Assistant Professor of Christian Spirituality and Pastoral Ministry at Canadian Mennonite University, teaches primarily in CMU’s seminary programs. He and Martha belong to Westwood Community Church and the Winnipeg Imago Dei group.





Robert Dagenais pasteur de l’église de Sainte-Thérèse prend sa retraite Le dimanche 24 octobre dernier, prenant sa retraite dans 2 mois, Robert Dagenais donnait son dernier message à l’Église chrétienne de Sainte-Thérèse en tant que pasteur principal. Le titre de son message était « Des mots pour le dire… ». À travers son message, il a loué Dieu; Son Dieu, pour sa fidélité et sa bonté envers lui et Rita Dagenais (son épouse) pour leurs 50 ans de pastorat (dont les trente dernières années à Sainte-Thérèse). Un moment de reconnaissance a eu lieu après la célébration. Plusieurs en ont profité, en présentiel et en virtuel, pour se remémorer et raconter des souvenirs ainsi que pour remercier Robert et Rita pour leur service au sein de notre communauté.

Un remerciement sincère

C’est pourquoi, dans un élan du cœur, joignons-nous tous ensemble pour remercier Robert et Rita de tout leur travail, au cours de ces nombreuses années, au sein de nos églises de Saint-Eustache, de Sainte-Anne-des-Plaines, de Sainte-Thérèse et de notre association des frères mennonites du Québec. En écoutant les témoignages des derniers mois issus de son église actuelle, des églises antérieures et des membres des divers comités dont ils ont fait partie, les mots que nous retenons en pensant à Robert et Rita sont accueil,

amitié, honnêteté et respect. Pour Robert, le profond désir de voir l’église grandir de façon équilibrée, dans le respect des uns et des autres est tout à son honneur. C’est là une caractéristique importante qui fait que les membres des églises où Robert et Rita ont exercé leur ministère ont toujours été fiers de leur église. La rigueur de Robert dans l’interprétation des écritures et la détermination qu’il met à ce que chacun considère les textes bibliques dans leur juste contexte nous indiquent qu’il aspire avoir des adultes dans la foi au sein de l’église. Voilà un objectif noble qui démontre le respect qu’il a toujours eu envers ceux que le Seigneur lui a confiés. De son côté, Rita, désirant vivement bien comprendre les écritures, s’est expropriée plus d’une année pour aller étudier en Suisse Romande à l’Institut Biblique et Missionnaire Emmaüs. Partout où elle a été, elle a joué un grand rôle dans les ministères destinés aux enfants et à l’accueil. Nous rendons grâce à Dieu de nous avoir donné un couple comme Robert et Rita pour exercer ce ministère pastoral durant toutes ces années. Nous les remercions tous les deux pour leur bonne humeur, leur accessibilité, leur fidélité et leur amitié. Puisse le Seigneur vous accorder Robert et Rita la grâce de poursuivre votre route encore longtemps avec nous tout en gardant vos cœurs dans la joie et la sérénité. Avec toute notre reconnaissance, nous vous disons bonne retraite… NORMAND TOUPIN ET DANIELLE L A J EUNESSE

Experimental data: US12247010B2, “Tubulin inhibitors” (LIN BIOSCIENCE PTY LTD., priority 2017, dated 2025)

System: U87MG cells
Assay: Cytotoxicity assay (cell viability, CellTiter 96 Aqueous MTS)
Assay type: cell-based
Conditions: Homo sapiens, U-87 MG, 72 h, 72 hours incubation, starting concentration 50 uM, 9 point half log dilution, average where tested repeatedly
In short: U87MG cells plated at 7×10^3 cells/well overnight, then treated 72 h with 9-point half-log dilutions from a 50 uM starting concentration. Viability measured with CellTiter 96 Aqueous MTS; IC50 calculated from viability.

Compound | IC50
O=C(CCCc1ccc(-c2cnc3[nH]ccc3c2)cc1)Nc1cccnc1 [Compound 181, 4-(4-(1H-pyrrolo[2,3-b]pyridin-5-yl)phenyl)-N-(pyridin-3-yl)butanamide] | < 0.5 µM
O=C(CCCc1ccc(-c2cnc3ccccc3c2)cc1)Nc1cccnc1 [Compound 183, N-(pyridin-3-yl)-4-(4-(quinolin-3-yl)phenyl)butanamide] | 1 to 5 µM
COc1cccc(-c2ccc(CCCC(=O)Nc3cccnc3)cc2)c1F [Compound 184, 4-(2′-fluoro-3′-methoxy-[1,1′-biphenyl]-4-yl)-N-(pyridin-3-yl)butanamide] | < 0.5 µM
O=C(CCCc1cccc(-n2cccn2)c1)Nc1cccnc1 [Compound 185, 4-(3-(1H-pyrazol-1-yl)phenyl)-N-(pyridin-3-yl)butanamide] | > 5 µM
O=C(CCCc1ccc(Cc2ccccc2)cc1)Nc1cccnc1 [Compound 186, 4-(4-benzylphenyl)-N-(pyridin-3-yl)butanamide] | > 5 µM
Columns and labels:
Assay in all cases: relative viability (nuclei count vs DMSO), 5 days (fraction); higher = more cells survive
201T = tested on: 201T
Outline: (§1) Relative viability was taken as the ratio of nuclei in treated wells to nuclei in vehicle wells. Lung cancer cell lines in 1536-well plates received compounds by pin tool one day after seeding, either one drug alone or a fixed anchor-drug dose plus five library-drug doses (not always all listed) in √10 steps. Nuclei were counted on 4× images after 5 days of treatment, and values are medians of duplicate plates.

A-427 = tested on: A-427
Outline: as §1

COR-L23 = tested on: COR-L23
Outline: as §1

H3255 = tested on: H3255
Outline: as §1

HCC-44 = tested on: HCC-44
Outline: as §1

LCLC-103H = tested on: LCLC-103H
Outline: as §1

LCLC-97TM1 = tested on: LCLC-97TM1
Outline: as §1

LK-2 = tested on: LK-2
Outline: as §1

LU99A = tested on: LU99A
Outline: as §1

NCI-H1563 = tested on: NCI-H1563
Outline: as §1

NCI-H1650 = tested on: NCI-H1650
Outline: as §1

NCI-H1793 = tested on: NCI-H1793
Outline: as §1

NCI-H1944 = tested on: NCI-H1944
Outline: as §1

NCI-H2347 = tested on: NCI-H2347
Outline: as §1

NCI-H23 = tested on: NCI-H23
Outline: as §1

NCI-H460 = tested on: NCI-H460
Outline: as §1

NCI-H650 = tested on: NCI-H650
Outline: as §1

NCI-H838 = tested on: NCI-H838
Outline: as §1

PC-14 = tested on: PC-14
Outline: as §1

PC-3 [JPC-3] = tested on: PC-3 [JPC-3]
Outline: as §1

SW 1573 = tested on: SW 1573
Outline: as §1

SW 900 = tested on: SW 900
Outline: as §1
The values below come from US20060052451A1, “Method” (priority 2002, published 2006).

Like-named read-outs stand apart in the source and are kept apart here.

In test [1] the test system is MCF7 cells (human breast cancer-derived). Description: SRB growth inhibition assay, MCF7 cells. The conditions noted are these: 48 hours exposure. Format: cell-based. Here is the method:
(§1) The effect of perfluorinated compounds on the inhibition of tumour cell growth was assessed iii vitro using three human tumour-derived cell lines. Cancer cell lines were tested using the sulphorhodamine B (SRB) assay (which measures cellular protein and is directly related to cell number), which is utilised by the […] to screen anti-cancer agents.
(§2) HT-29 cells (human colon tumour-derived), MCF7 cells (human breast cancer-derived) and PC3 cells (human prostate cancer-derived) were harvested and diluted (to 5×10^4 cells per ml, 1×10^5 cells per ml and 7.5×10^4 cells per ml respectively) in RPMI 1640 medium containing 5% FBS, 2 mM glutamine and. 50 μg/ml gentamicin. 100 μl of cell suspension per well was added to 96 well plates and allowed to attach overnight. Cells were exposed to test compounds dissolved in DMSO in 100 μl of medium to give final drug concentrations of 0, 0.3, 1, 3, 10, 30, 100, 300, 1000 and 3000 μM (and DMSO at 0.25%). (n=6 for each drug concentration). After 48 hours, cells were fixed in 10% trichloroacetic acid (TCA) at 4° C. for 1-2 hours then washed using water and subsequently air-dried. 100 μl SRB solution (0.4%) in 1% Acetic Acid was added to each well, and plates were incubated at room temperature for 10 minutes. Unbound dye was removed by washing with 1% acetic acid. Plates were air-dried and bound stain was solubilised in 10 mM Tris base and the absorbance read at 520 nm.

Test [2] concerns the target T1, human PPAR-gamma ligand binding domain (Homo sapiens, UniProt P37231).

“My heart is so full. I want God to bless every single person who touched this house. We just love and appreciate everything that God has done. We love you all so much.” — HERMAN SHIMPOCK

2020 IMPACT:














You can be the hands and feet of Jesus for disaster survivors by volunteering or donating to MDS! www.mds.org | 800-241-8111

On Sunday, October 24th, Robert Dagenais gave his last message to the Sainte-Thérèse Christian Church as Senior Pastor. The title of his message was “Words to say…”. Through his message, he praised God; His God, for His faithfulness and goodness to him and Rita Dagenais (his wife) for their 50 years of pastorate (including the last 30 years at Sainte-Thérèse). A moment of gratitude took place after the celebration. Many took the opportunity, both in person and virtually, to reminisce and recount memories and to thank Robert and Rita for their service to our community.

A sincere thank you